Just 6.3% of Transactions Among UK Millennials Are Made Via Non-Bank P2P Solutions

Guy Talmi CMO

New P2P payment solutions continue to garner a lot of attention in the media and banking industry. But despite all the hype, P2P payments via non-banking solutions represent just 6.3% of transactions according to a new survey conducted by PayKey.


Although survey findings strongly suggest that the current threat from non-bank P2P providers has been overstated, the results should not lead bank executives to a state of complacency. While P2P payments via non-banking solutions represent just 6.3% of transactions among UK millennials, non-traditional competitors are starting to gain traction in the P2P market.


The good news is that the mobile P2P transfer market is massive and still wide open for banks to make their mark. Third party P2P providers have only managed limited market penetration thus far which means banks have a great opportunity to capture significant numbers of millennial consumers who have not yet turned to these non-traditional payment solutions.


Banks must, however, act in a timely fashion. A host of powerful non-traditional players with well established millennial brands have moved into the market. Non-bank P2P provider and market leader Venmo for example, processed four billion dollars in P2P payments in Q2 of 2016 alone, up 141% year over year. In addition to new dedicated P2P providers, many of the world’s largest social media companies are also entering the market. Social media giants like Facebook and Snapchat are utilising their large millennial user bases to deliver instant and contextual payment experiences. To date, four out of the five biggest messengers have added payment platforms. In 2015 alone, WeChat processed an estimated $550 billion in payments.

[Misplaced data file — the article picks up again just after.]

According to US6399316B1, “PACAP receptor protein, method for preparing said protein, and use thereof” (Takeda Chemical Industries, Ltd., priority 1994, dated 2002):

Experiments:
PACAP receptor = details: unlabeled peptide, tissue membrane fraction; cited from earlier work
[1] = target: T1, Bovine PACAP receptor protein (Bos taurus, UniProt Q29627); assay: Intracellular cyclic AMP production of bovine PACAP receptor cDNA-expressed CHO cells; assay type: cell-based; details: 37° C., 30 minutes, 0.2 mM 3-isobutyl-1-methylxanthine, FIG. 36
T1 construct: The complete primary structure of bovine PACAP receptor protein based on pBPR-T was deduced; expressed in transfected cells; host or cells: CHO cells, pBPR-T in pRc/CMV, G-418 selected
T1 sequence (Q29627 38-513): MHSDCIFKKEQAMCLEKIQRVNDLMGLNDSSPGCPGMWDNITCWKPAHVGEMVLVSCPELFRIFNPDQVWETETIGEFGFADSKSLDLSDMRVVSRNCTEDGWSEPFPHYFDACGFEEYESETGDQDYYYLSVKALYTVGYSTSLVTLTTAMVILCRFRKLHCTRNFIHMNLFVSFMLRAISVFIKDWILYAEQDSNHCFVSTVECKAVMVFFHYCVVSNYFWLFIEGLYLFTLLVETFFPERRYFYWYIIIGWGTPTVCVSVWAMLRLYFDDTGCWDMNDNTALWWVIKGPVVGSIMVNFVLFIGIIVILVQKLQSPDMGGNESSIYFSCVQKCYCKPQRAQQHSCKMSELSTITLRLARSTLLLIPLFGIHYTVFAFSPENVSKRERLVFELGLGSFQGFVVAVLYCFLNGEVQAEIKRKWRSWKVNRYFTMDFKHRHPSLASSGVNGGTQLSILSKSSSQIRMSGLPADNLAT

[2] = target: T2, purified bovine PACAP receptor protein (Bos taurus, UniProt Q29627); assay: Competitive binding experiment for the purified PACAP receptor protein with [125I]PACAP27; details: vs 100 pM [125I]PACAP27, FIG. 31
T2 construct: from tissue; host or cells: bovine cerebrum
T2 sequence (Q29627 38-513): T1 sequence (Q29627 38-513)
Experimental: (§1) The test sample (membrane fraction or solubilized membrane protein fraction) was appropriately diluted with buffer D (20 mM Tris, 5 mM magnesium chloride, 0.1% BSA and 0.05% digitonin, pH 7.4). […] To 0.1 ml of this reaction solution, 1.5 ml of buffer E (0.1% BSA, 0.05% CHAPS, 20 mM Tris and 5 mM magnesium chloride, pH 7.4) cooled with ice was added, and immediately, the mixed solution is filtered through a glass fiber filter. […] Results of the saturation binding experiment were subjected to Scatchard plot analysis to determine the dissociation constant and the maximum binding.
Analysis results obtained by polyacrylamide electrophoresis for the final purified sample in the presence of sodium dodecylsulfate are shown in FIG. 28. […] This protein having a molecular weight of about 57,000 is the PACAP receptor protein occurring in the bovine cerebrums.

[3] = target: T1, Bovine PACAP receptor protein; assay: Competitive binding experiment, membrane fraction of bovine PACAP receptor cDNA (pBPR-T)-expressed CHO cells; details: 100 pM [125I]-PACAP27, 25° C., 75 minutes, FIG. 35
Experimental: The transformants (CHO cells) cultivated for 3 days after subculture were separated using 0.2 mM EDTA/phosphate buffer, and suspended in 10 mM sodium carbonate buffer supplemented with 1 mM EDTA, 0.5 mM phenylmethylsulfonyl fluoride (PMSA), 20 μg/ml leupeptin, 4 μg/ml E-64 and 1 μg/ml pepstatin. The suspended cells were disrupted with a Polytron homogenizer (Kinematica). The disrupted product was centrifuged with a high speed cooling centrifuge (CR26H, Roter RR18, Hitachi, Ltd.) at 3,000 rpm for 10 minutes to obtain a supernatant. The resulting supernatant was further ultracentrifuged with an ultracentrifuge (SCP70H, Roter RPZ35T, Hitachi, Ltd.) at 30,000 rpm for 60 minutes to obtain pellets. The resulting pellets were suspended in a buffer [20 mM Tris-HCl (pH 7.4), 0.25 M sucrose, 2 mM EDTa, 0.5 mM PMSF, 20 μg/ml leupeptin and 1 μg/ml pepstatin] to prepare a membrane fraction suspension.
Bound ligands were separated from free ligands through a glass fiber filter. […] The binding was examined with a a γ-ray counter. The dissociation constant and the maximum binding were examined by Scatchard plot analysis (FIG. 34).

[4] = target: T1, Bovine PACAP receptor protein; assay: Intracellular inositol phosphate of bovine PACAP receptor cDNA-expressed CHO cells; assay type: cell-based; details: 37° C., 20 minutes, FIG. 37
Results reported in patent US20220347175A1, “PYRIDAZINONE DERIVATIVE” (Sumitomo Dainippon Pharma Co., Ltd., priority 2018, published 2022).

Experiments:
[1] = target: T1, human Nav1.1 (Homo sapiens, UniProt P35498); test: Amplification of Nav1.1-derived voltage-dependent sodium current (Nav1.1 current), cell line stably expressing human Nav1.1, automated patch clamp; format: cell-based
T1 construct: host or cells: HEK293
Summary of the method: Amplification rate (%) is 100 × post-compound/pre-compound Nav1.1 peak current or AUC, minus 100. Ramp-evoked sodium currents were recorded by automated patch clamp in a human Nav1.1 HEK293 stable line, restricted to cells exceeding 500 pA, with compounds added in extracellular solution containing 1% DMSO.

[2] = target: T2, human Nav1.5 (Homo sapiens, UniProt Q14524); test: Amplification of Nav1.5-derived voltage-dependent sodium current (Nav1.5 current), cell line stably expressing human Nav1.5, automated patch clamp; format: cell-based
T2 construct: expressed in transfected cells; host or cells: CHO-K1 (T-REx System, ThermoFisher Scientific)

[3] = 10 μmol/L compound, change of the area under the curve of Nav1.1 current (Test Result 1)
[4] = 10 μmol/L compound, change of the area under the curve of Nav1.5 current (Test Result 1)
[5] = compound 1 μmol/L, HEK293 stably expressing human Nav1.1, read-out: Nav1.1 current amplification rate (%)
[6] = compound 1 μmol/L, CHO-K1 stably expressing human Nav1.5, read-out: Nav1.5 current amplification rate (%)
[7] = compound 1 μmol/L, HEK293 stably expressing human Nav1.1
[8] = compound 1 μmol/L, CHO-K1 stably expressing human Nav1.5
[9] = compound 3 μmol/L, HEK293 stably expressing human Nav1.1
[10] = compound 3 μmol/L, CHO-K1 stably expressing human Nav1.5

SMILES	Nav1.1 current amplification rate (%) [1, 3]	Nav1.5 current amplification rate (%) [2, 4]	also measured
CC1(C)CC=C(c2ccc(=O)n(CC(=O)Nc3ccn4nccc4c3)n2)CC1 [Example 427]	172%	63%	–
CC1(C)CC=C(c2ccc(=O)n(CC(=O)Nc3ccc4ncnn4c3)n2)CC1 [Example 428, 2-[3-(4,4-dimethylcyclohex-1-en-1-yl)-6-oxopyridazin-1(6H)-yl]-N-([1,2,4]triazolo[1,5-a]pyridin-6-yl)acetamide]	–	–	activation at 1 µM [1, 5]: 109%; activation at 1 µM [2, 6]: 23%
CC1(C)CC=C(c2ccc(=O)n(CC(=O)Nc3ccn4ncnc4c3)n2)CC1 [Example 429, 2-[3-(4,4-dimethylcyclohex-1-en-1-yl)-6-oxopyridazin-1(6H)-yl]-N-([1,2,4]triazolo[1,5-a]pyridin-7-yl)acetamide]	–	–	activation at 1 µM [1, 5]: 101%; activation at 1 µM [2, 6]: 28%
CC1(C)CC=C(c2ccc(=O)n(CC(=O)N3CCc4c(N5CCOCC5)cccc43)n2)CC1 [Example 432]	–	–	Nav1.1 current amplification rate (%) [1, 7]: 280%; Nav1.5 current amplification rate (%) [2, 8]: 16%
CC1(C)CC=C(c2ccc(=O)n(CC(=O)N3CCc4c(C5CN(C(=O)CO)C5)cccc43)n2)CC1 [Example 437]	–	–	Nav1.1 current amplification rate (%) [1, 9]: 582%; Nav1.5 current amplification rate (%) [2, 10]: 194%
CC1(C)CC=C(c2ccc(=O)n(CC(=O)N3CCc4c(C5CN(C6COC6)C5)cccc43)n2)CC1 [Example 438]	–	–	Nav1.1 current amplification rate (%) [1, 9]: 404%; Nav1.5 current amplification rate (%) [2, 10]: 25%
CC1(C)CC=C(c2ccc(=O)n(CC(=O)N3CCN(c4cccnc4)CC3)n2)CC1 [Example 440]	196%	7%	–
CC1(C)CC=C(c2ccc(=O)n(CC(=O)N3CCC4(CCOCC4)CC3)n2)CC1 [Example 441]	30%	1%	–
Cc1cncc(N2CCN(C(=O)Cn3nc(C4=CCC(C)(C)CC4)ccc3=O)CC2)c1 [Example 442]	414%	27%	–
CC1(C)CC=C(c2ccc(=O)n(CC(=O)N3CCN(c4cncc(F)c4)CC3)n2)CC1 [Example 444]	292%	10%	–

Search titans Google have also entered the market. In 2015, the company relaunched Google Wallet with a specific focus on mobile P2P money transfers. There is also Apple, the world’s most valuable company. The global tech giant is currently investigating the possibility of adding the functionality of its Siri virtual assistant to its iMessage service that would enable hundreds of millions of iPhone users to perform P2P payment transactions.


Overall, it’s important for banks to understand that even though non-banking solutions represent a small percentage of transactions in the mobile P2P transfer market, competition from non-bank providers is just beginning to heat up. The time to make mobile P2P transfer solutions more attractive to millennials is now, while there is still an open market. With PSD2 enabling bank customers in the EU to use third-party providers to manage their finances and a changing regulatory environment in the US and Asia as well, banks should expect competition to increase dramatically in the next few years.